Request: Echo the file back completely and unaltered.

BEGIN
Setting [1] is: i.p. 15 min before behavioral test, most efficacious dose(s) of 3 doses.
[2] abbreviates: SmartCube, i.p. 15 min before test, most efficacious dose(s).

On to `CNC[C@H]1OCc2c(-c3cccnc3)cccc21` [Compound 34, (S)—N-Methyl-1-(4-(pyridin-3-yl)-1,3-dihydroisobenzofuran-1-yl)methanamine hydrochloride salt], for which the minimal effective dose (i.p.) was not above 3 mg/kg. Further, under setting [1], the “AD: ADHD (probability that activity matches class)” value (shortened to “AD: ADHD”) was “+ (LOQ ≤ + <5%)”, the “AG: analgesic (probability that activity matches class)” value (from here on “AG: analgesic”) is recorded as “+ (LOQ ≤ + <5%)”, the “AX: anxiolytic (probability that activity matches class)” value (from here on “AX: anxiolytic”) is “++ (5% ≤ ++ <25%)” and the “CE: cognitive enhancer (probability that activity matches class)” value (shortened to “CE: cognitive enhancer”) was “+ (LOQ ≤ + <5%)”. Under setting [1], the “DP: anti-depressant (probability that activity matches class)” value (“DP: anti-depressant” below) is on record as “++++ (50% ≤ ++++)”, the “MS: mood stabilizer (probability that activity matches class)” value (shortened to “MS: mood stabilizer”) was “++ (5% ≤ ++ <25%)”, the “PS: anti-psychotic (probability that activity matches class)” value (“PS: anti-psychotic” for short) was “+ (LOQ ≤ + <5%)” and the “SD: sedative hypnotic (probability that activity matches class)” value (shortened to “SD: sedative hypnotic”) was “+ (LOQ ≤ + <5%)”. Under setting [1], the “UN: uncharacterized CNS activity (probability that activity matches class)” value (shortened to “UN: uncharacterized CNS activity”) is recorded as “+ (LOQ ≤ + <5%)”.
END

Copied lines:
Setting [1] is: i.p. 15 min before behavioral test, most efficacious dose(s) of 3 doses.
[2] abbreviates: SmartCube, i.p. 15 min before test, most efficacious dose(s).

On to `CNC[C@H]1OCc2c(-c3cccnc3)cccc21` [Compound 34, (S)—N-Methyl-1-(4-(pyridin-3-yl)-1,3-dihydroisobenzofuran-1-yl)methanamine hydrochloride salt], for which the minimal effective dose (i.p.) was not above 3 mg/kg. Further, under setting [1], the “AD: ADHD (probability that activity matches class)” value (shortened to “AD: ADHD”) was “+ (LOQ ≤ + <5%)”, the “AG: analgesic (probability that activity matches class)” value (from here on “AG: analgesic”) is recorded as “+ (LOQ ≤ + <5%)”, the “AX: anxiolytic (probability that activity matches class)” value (from here on “AX: anxiolytic”) is “++ (5% ≤ ++ <25%)” and the “CE: cognitive enhancer (probability that activity matches class)” value (shortened to “CE: cognitive enhancer”) was “+ (LOQ ≤ + <5%)”. Under setting [1], the “DP: anti-depressant (probability that activity matches class)” value (“DP: anti-depressant” below) is on record as “++++ (50% ≤ ++++)”, the “MS: mood stabilizer (probability that activity matches class)” value (shortened to “MS: mood stabilizer”) was “++ (5% ≤ ++ <25%)”, the “PS: anti-psychotic (probability that activity matches class)” value (“PS: anti-psychotic” for short) was “+ (LOQ ≤ + <5%)” and the “SD: sedative hypnotic (probability that activity matches class)” value (shortened to “SD: sedative hypnotic”) was “+ (LOQ ≤ + <5%)”. Under setting [1], the “UN: uncharacterized CNS activity (probability that activity matches class)” value (shortened to “UN: uncharacterized CNS activity”) is recorded as “+ (LOQ ≤ + <5%)”.